Shiloh plodding along under stormy skies today
It's yet another stormy day and we are headed up the ICW, motoring in slow circles, waiting for a Bascule bridge to open. I have no chart plotter for navigation, I have no idea of the wind speed or exactly what direction it’s hitting us from.
Since Shiloh’s lightning strike days ago, we have been crippled. And now we are blind. The latest – engine fail – just adds insult to injury and will require JW to descend into the muddy soup of ICW water to investigate later…
Despite our predicament, I ponder what I can make for supper. Except earlier I’ve discovered all the condiments left in the dormant fridge have been invaded and are slowly disappearing under a fuzzy green colony of mold. The freezer is warm and gives off a slight gym sock, haunted attic scent.
Our choices are cans of fish or meat, some soft bruised tomatoes, a few iffy eggs. Not gourmet then. And no ice cubes for the whisky. Big sigh.
We’ve had better days onboard.
A week ago, watching our last Bahamian sunset fall gracefully into the sea, I knew we’d miss the bliss. The turquoise, the sand, the bizarre little towns. The simplicity.
We crossed a smooth, indigo ribbon of sea for 28 hours and arrived in the land of bureaucracy, choice and bling. Excess. Oh, and as a minor trivia fact - the lightning capital of the world.
After our initial customs and immigration hassles we anchored in Cocoa and headed to the shopping mall – of course! Faced with a head splitting, apparently life altering array of voice and data packages, we somehow came away with a fancy Internet wifi hotspot device and a working phone. And then the lights in the mall flickered. And the thunder permeated the building.
‘The boats!’
‘We better get back!’
But mother nature was fierce and the buses were delayed, hovering somewhere else or caught in the traffic. And we watched from the frosty halls of the mall as the skies threw down. High voltage strikes amidst the torrential rains.

Shiloh was alone. And under a violent grey sky, wind whipping, earth shuddering claps of thunder, she was struck. And 1 billion volts of electricity hit the top of her mast, flinging or disintegrating the VHF antenna before heading down through her hulls, and frying the electronics, batteries, lights, fans, fridge and freezer before exiting into the water.
The telltale smell greeted us – an acrid smoky evil. All the electronic displays were dead. An ugly quiet settled over the boat as we discovered each item and system that no longer worked.
Then came the calls and mails to the insurance company and the days of waiting for the surveyor, while the reality and severity of our injuries sank in. For me the missing stereo and TV are major. I like a soundtrack to my life. The starter battery charger is probably more important for JW. And the Raymarine and autopilot…
Luckily we were approved for moving on to St Augustine where Shiloh will be hauled out and a full survey completed. Hulls, rigging, sails, each failed system.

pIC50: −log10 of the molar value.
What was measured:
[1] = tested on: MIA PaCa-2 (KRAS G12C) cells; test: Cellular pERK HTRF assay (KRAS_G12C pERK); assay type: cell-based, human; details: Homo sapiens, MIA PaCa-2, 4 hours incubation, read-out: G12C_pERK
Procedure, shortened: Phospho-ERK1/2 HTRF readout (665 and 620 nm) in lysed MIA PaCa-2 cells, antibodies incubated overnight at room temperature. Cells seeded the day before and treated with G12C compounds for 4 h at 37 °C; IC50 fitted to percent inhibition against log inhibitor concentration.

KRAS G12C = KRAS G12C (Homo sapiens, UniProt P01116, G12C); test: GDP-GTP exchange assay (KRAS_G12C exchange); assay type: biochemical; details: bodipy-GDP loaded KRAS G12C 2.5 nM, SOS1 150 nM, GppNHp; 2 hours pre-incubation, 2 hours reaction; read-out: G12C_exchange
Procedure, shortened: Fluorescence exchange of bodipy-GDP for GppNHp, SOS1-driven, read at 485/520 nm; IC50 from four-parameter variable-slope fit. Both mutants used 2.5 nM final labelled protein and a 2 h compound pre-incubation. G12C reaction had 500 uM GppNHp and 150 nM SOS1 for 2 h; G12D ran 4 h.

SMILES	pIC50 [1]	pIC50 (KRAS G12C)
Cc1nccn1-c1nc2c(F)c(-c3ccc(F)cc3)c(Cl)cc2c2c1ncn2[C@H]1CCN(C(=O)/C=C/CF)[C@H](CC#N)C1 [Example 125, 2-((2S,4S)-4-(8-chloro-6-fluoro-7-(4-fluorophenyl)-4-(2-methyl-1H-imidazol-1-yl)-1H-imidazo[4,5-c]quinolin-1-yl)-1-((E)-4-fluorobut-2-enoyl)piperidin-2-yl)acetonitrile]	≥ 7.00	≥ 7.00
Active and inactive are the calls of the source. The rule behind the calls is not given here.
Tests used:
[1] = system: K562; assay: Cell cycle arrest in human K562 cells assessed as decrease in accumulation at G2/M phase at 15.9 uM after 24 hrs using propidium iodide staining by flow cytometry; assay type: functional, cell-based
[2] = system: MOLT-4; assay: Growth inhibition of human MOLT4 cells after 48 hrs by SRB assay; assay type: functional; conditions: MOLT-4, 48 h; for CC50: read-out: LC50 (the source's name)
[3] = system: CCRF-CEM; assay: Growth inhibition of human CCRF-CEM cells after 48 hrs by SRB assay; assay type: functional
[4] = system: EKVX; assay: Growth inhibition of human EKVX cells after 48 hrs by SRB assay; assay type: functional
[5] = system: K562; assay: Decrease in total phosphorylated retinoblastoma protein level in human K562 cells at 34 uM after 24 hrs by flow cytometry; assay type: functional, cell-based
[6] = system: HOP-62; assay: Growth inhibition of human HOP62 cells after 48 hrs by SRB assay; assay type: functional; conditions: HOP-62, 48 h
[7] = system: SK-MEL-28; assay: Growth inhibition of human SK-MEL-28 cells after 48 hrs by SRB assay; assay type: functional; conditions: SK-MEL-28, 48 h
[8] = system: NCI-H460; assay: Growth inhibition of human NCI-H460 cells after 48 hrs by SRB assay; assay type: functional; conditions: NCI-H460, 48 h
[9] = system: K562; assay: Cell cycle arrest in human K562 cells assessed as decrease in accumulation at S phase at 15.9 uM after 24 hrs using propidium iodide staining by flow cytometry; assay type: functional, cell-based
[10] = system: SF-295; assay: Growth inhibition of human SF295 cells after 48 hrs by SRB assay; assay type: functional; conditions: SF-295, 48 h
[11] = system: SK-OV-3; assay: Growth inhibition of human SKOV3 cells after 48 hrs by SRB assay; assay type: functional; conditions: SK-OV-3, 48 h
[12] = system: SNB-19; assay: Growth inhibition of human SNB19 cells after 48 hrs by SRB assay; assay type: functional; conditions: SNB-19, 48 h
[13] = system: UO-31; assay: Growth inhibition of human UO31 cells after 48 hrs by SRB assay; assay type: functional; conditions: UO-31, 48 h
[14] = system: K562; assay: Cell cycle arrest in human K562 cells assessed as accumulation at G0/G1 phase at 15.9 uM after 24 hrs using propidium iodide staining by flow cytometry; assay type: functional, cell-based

But then the ordering of replacements will begin. I see weeks if not months of this ahead.
And the impaired sailing, along with camp life aboard are not ideal. A f*cking hassle in fact.
But it’s an adventure. We’ve got some great friends in St Augustine and I’m sure we’ll find fun. We’ll bring fun! We can’t control the things that happen to us, but we can control the way we deal with them. We write our life story based on our attitude.
I’m writing an adventure and this is another chapter.  A wet, thunderous and exciting chapter.

Monday, August 3, 2015

Bahamas, USA: I choose adventure

People ask ‘Don’t you get bored’?

People gasp when we say we’ve been in the Bahamas for 6 months.
They scratch their heads and roll their eyes and say things like ‘Really?!’
Last night padding along yet another long white sand beach, we plotted and schemed – could we stay the whole season? – why not head further south in the Bahamas and enjoy a few more months? – what would we do in a hurricane? 
Weather plays a huge role in our lives and the storms of late have certainly kept us on our toes. Lightning, thunder and predictions of tropical storm development all around us.
In the end we resigned ourselves: we will go. America beckons. We will lift our anchor midday and set off across a little section of the Atlantic ocean and leave this expanse of paradise behind us.

By this weekend we’ll have replaced the dodging of jellyfish in the water, with dodging traffic - grocery bags in hand.
We will have the tangible memory of turquoise in our minds as the boats float in a broth of brown and grey…
A sea of turquoise off Little Sale Cay

No more searching tiny towns for the one onion and the last bottle of fresh milk in the fridge. Shopping will no longer be an adventure. Choice will overwhelm and bury us…

Organization and street lights; order and civilization, will take the place of stars in a vast sky, beaches and rocks and the distant sound of soca beating.
It’s a difficult trade off for people who’ve decided to make the sea their home. It’s like deliberately moving from a holiday resort to a concrete jungle.
It’s like choosing the mall over the beach.

But we’ve got landy pleasures planned. We’ll surely munch beignettes on Bourbon Street in New Orleans and comb the streets of tiny towns in Alabama. We’ll feel the breeze in our hair as we fly down a highway in the USA. It will be a rush.

Sure, we’ll have boat repairs and laundry and more lightning storms to endure as well.
But will we ‘get bored’??
I don’t think so.